This is a hard time to retire. The market is down 7 percent from last year, and the rate of inflation has risen to 8.5 percent. Both are brutal to your bottom line when you’re on a fixed income. But buck up! As bad as things seem, odds are you are in better shape than your parents or grandparents were. If they got through retirement comfortably, so will you.
If there were a golden age of retirement, it would be now. For most of human history, people worked until they were physically unable, and then spent the remainder of their lives either poor or dependent on family. This changed in the early to mid-20th century, when many economically-developed countries adopted various pension programmes that paid income through retirement. The US pays Social Security benefits and also offers tax incentives for employers to offer retirement plans.
It’s tempting to idealise the 1960s and ’70s, when companies mainly offered traditional pension plans that paid a stable income until you died. But taking on all the market and longevity risk of workers was expensive for employers. Once companies were required to adequately fund their pensions to account for that risk, most dropped them. A notable exception is the public-sector employers who follow different accounting standards (that don’t account for risk) and still offer traditional pensions.
But even at their peak, only about 38 percent of private-sector workers had a defined benefit plan, and many of them were higher earners, leaving most in the US to fend for themselves. When cheaper solutions became available — as in, defined contribution plans such as a 401(k) — retirement benefits became more common. In 2019 about 57 percent of US workers had some form of a retirement plan.
Greater access to retirement accounts means people are retiring with more money than before. The figure below plots the average financial asset balance of Americans between age 65 and 69 from 1989 to 2019. This includes all retirement accounts, pension plans, bank accounts, stock portfolios and any other financial assets. Of course, many people still don’t have access to retirement accounts through their jobs, or don’t have extra income to save. But most retirees have a lot more money than they used to.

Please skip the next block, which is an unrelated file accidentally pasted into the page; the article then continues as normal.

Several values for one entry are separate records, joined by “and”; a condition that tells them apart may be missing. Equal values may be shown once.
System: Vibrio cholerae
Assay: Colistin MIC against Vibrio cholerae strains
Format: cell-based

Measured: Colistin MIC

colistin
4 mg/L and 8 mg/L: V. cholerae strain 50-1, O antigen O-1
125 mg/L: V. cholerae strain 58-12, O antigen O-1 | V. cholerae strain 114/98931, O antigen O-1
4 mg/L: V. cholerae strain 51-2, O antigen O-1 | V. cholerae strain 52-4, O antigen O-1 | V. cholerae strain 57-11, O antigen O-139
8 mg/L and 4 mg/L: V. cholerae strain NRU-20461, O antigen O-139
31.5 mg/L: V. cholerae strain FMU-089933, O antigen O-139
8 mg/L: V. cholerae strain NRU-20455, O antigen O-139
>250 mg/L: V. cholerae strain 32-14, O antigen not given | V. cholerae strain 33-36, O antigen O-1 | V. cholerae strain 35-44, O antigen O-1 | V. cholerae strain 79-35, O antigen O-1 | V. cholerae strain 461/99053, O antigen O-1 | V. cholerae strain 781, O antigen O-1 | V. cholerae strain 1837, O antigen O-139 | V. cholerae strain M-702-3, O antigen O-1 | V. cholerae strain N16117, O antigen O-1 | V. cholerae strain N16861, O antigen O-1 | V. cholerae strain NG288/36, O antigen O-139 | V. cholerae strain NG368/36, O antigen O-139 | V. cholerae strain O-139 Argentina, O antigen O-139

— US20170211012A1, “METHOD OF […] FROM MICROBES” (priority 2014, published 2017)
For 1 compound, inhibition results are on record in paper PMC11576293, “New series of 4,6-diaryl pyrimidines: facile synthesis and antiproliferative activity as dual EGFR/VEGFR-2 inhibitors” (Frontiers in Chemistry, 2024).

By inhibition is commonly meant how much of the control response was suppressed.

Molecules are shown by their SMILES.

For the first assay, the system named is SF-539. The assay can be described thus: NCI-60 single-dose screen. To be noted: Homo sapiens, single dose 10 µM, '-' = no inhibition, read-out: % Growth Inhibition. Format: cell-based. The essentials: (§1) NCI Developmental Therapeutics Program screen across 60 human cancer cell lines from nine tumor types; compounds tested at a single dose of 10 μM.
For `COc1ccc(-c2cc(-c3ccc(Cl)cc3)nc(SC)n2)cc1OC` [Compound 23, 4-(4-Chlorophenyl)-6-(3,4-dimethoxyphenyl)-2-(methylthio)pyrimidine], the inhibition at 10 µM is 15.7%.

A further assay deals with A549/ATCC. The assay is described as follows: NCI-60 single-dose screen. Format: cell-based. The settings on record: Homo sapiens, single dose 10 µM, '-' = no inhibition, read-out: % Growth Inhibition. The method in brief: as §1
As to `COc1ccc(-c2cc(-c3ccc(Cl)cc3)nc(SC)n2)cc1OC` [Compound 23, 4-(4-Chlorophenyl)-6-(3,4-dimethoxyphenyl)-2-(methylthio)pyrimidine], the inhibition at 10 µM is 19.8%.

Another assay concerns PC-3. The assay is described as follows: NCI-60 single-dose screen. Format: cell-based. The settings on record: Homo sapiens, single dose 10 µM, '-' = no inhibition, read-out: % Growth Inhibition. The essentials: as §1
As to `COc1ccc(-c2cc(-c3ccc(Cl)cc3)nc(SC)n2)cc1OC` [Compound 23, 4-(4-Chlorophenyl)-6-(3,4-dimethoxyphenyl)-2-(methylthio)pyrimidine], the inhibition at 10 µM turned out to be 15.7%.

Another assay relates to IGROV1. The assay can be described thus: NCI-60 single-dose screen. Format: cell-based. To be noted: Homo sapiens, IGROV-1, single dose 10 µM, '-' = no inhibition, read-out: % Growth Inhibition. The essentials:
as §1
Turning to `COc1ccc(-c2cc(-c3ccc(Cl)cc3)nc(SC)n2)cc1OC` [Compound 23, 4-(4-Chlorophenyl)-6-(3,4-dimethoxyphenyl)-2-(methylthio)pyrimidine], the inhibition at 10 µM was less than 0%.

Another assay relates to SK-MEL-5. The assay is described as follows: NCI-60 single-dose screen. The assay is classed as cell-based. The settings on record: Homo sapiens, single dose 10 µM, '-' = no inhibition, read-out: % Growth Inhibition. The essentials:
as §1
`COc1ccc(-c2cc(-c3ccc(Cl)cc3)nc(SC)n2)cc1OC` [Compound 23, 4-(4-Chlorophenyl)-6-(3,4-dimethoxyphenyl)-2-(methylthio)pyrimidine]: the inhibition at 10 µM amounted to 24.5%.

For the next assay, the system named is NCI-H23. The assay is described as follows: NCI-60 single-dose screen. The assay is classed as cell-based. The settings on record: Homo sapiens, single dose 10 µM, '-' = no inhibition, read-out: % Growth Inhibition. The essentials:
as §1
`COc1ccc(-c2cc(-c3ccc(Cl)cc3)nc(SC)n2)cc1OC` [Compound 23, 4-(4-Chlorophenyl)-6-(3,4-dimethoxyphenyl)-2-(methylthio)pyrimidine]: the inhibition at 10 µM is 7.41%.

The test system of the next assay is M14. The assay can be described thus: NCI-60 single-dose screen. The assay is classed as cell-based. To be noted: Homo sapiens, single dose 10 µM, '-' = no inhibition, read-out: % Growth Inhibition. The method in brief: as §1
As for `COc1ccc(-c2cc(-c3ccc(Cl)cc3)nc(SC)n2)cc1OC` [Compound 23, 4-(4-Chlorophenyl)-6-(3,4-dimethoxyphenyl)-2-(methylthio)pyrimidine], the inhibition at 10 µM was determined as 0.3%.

More money translates to more income in retirement. One study looked at the IRS records of 5 percent of retired Americans and estimated that income grew 10-12 percent for 70-year-olds in 2011 compared with 2000. Among 80-year-olds, income was about 5 percent higher in 2016 over 2010 at the median of the income distribution and 8 percent higher at the 75th percentile, but 0.8 percent lower for the bottom 25th. Overall, the data show people have more or almost the same income than previous cohorts of retirees.
Our government benefits are also worth much more now. When interest rates fall, as they have over the last 30 years, the value of low-risk income like Social Security increases. True, medical costs have risen, but that also reflects that health care has gotten much better at keeping us alive and improving our quality of life. Medicare has also become more generous: Consider, for example, the creation of the prescription drug benefit in 2003.
It’s also true you can expect to live longer in retirement and that means your money has to last longer. But isn’t that a good problem to have? You’re probably healthier, too, than previous retirees at your age, which means you can do part-time work years into retirement if you need to improve your financial situation.
Before you get too confident, though, I have to add this caution: Retirement these days isn’t easy. When you’re living longer and don’t want to run out of money before you dance your last dance, figuring out how much you can safely spend each year is a very difficult problem — especially when markets are volatile and inflation is high and unpredictable.
To make matters worse, the current conventional wisdom, such as the 4 percent rule or spending your Required Minimum Drawdown, would suggest you should pare back spending in an economy like we’re having now. But that’s easier said than done when your money will buy less with inflation at 8.5 percent, and many retirees are feeling ready to travel and socialise after years of pandemic isolation.
In finance, any strategy that forces you to cut spending at the worst possible time is considered a failure. Yet for some reason millions of retirees are advised to follow a strategy that does exactly that. So if you want to do better and don’t want to buy an annuity with your savings, you need to be more strategic.
Divide your spending into wants and needs. Finance your needs (housing costs, food) with stable, inflation-protected income like Social Security or inflation-adjusted bonds. Then finance your wants based on how your risky assets are performing (a good investment choice would be cheap, well-diversified stock funds) and balance those decisions with your personal situation. If this is the year you feel you really need to take a vacation with your grandkids, so be it. You can at least rest assured that while you splurge, you’ve got your needs financed with low-risk assets, so you know you’ll be OK in the future.
Defined contribution plans like your 401(k) have taken a lot of flak over the years, but they’re the main reason many retirees will be better off compared with previous generations. That means that boomers enter retirement richer than previous generations but burdened with a very complex risk problem: how to spend that money. So if you want to fret about your retirement, fret about that — in times like these, the problem is harder to solve than ever.